Top 7 Tips For Keeping Your Water As Clean As It Can Be | WaterWork Plumbing

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Top 7 Tips For Keeping Your Water As Clean As It Can Be

Just because your water is clear, doesn’t mean that it may not be contaminated. Dangerous water can exist in city water or in country farming water. Our bodies are made up of 70% of water and we need clean water to survive in everything we do on land.

But, how clean is our water?

In efforts to save money, The State of Michigan decided switched Flint’s water supply from Lake Huron to the Flint River, notorious for its filth.

The Flint River water that was treated inappropriately and caused lead from aging pipes to leach into the water supply, resulting in elevated levels of the heavy metal neurotoxin. There is a lot of controversy about this toxic disaster discovery—if authorities knew or didn’t know, when unsafe conditions were discovered, where the problem stemmed from, or who’s to blame for dirty water.

(CNN)Flint, Michigan, lies about 70 miles from the shores of the largest group of fresh water bodies in the world: the Great Lakes. Yet its residents can’t get clean water from their taps. —CNN

Regardless of who’s fault it is, there were a series of dirty water problems with lead contamination, creating a serious public health danger and could have been avoided by taking steps to test the water. As a result of poor testing protocol, the contaminated water had increased death statistics.

To determine if your water is clean, there are ways to be proactive. Your community and neighborhood depends on you to take steps to keep your water as clean as it can be.

Top 7 Tips For Clean Water:

Contact your local government

A comprehensive water inspection by your City Water Department can detect water problems. Dissolved solids, metals, minerals, and other impurities cause odors or odd tastes, affecting your health. Water additives and impurities that you can’t taste, see, or smell—such as arsenic—can cause serious problems.

Know what’s in your water

Healthy people and healthy ecosystems are apparent in our global water system. The United States Environmental Protection Agency (EPA) believes that water is our most valuable resource. But, contamination of our world’s waters leaves 2.5 billion people with limited access to sanitized water sources. Global water conditions are declining and we’ll soon have to rely on polluted water sources unless a concerted effort to clean our water supply is made.

Be aware of disruptive construction or sewer work in your neighborhood

Excavating through trenches in and around your town could affect your drinking water. However, typically your municipality will notify their residents if there’s excessive sewage work in your area. Civil authorities will instruct you to run your water or encourage usage limitation. Most cities will mail out letters if your area will be affected by ditch digging or prolonged road construction.

Wetlands act as a natural filter that keeps chemicals, excess nutrients and sediment from continuing through the water system. —Ecological Society of America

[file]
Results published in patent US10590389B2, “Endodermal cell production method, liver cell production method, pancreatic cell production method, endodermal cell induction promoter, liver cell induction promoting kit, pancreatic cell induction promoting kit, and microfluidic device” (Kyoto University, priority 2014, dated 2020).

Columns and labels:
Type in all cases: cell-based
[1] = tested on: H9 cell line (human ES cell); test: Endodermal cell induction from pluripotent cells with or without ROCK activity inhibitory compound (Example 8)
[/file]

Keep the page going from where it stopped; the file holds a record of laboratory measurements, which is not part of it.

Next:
Drainage work can often conjure up sludge and debris in your pipeline system, especially if there has been recent flooding or if your area is known to have increased water trouble. If your city is nearby lakes or rivers, rainwater can escalate. Sewage backup can travel towards your home system instead of away from your pipes. Again, keeping close communication with your municipality can avoid problems.

Watch for dingy or cloudy water

If you suspect a problem, be safe instead of sorry. Contact your city’s water department immediately and call a plumber in your area to conduct a water inspection.

  • The moment you notice something seems off with your water—odor, taste, or appearance
  • If utility bills begin to rise exponentially
  • After moving to a new house
  • If water appliances begin failing or collecting residue
  • If water fixtures have mineral build-up and run slower than normal

Testing your water for quality usage is the first plan of action to acquire fresher, better tasting water. Ask your plumber about a basic water test. Inspections usually are conducted for free and take about ten (10) minutes. The tests can be done right in your house with quality results are shared when the test is completed.

Don’t forget about your cooking water

We think we’re safe by rinsing off our fruits and vegetables with our tap water. We may be preventing pesticides, but we could be doing more damage to our bodies by adding other pollutes to the mix. The chemical reaction to various substances are nonetheless dangerous. Contaminate water can take years to show up. Symptoms have been known to reveal themselves in deadly illnesses.

Be informed if there’s a problem in your neighborhood

If there’s a problem in your city’s water ecosystem, chose to be safe by purchasing bottled water or boiling your water for an extended time. Stock up on distilled or purified water gallons in the event of an emergency.